Dan Barclay:  

Wow. And John, I hope it's not too sensitive a question, but take me through a little bit of the mental process you went through. Obviously you came to a place where your grit and determination came to the service to push through, but as you went through that dynamic working with your neurosurgeon, working with yourself, I'm sure your family, take us through some of those thoughts about where you were at and how you had perspective.

John Ruffolo: 

Yeah. This is the difficult aspect of it. I would say that 90% of your recovery is actually mental with the remaining 10%, the physical aspects of it. It's the physical one that we really don't have any control over really. And especially with the type of injury that I've had, no one really knows what the prognosis might be, especially if it's a spinal cord injury like I had. So the only thing that's really within your control is the mental aspect and how you're going to react to it. Of course it was shocking. It was sad, but really you have to make a decision and there's really two doors. And what I discovered there is the easier door to walk through, which is the 90% door, and it's not a good door.

It's one that can very quickly bring you to depression, if not ultimate suicide. And it really focuses your mind on what you've lost. And right next to that door is the other door that focuses in on what you currently have and tries to focus your mind on trying to improve your situation. And I would say that those doors are right next to each other, and it is very easy to slip into that wrong door. And the moment I was told that I would never walk again my initial response, although I didn't say it in front of the doctor who was kind enough to do everything they could for me, but once the doctor had left, I basically said honestly, F you. No one is telling me that I'm not going walk again. And I really immediately set my mind to I'm going to get better. And to this day, that same mindset still is with me 18 months later as I continue to do physio anywhere from 20 to 30 hours a week every single week.

Dan Barclay:

Wow. I've always known you to have mental fortitude and that's an extraordinary story. Did you ever feel like you were going to go back to that other door, John, or does it really, from the day you decided you just had that vision, that you will get better or better than you were at the moment?

John Ruffolo: 

You do have moments and I'll tell you that there was a couple of times that I remember in hospital, that you have those moments. And it's really built around hope. There were a couple of times when I was in hospital that hope was taken away from me. And when you don't have hope, that's when I believe you go through the wrong door. And I do believe that having hope that you will get better all the time for me now it's measured in micro benefits at this point, but I still have that hope. And any time that you get those negative thoughts in your mind, what I do, I do think about my family. And I do think about how my family would be if I weren't around and it kind of quickly sets you loose and it gets you back into the right place.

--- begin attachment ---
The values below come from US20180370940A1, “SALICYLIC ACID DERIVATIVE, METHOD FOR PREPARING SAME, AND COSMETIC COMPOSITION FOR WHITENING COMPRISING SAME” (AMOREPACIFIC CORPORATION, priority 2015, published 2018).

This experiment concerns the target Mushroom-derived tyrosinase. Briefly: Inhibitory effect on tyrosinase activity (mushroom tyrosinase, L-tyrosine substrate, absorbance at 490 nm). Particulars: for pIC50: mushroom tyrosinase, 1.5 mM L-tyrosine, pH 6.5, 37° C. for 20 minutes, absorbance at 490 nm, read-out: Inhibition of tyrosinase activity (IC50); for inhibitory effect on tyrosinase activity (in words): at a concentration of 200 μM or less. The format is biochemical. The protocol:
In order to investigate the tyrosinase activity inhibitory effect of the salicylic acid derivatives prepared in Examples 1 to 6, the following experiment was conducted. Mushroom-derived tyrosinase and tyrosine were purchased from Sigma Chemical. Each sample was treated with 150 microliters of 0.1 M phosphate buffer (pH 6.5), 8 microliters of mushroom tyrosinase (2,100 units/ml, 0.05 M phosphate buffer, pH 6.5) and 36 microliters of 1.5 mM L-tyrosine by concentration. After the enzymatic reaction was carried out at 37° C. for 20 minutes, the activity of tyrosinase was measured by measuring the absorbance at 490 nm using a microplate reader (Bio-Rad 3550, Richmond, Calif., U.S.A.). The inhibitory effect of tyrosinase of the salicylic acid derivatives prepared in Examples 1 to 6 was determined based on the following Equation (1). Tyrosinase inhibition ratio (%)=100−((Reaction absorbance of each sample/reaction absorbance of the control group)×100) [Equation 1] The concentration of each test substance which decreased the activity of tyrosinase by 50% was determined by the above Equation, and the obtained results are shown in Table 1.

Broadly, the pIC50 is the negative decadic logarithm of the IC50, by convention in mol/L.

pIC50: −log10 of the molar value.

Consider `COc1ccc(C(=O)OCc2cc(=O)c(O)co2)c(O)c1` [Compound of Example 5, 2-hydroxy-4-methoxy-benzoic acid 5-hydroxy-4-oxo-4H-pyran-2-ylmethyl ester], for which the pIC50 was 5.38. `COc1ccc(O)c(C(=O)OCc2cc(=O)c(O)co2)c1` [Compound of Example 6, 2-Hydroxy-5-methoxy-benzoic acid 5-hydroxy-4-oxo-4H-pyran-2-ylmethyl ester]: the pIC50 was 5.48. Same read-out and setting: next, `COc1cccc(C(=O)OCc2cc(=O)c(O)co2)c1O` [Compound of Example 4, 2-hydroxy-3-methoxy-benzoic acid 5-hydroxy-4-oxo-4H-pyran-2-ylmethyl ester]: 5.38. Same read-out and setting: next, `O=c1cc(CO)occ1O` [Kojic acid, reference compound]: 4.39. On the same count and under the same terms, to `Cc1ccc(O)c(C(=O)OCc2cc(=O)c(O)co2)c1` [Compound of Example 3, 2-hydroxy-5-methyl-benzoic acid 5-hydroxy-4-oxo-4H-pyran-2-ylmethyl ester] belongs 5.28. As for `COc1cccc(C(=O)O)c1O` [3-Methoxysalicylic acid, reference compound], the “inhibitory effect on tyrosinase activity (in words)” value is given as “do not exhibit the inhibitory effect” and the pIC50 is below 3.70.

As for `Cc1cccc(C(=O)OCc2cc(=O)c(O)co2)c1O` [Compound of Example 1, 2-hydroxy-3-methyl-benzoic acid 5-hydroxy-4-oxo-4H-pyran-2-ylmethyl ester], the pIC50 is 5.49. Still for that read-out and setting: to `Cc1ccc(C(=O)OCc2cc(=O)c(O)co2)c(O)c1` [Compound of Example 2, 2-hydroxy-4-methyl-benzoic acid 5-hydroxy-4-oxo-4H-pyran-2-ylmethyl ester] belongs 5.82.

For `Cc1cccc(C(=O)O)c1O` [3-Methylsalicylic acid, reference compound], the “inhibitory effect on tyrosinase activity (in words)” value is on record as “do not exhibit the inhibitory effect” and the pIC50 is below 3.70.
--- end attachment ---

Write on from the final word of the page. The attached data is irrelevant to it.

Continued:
But making sure that anyone who goes through such a traumatic accident needs to be surrounded by folks who are positive, who reinforce the hope and are there along for the ride. And one thing for me, which was a little interesting was aside from the great support from my wife and children and immediate family I am part of a cycling team called [inaudible 00:26:47]. And when I was hit, it was like all of my team members were hit and they all rallied around me to help me get that hope. So just like it takes a village to raise a child, it does take a village to help someone recover with such a catastrophic accident.

Dan Barclay:

There's so much insight in there to unpack John. We're on the podcast to talk about Toronto Rehab and how they assisted you as you came out of hospital and moved into the rehabilitation process. And I don't mean to minimize that transition alone, which I suspect was powerful. Take us a little bit through the rehab journey and where you got help, how you got quality help. I'm sure you had some setbacks, I'm sure you had some great movements forward, but take us through that and your experience with Toronto Rehab.

 

John Ruffolo: 

Sure. Yeah. So when I entered Toronto Rehab, my body was still very broken and I was quite brittle. I still wasn't even in a wheelchair really much other than being moved around in harnesses because it was just very difficult for me to transfer myself from say a bed into a wheelchair. And you're still trying to understand what you can and cannot do. The people at Toronto Rehab were quite remarkable. I'd say there were two groups of people where really helped me on my journey. The first group were the remarkable nurses in particular at Toronto Rehab, who really understood what I was going through and were really trying to help me become independent and doing very, very little things. But I didn't realize at the time, the things that they were doing were all designed for me to get back to at least my new normal, and because they've seen this so much, and spinal cord injuries are extremely specialized injuries that the broader market or the broader hospital industry really doesn't appreciate all of the issues that are associated with spinal cord injuries, but yet these nurses did.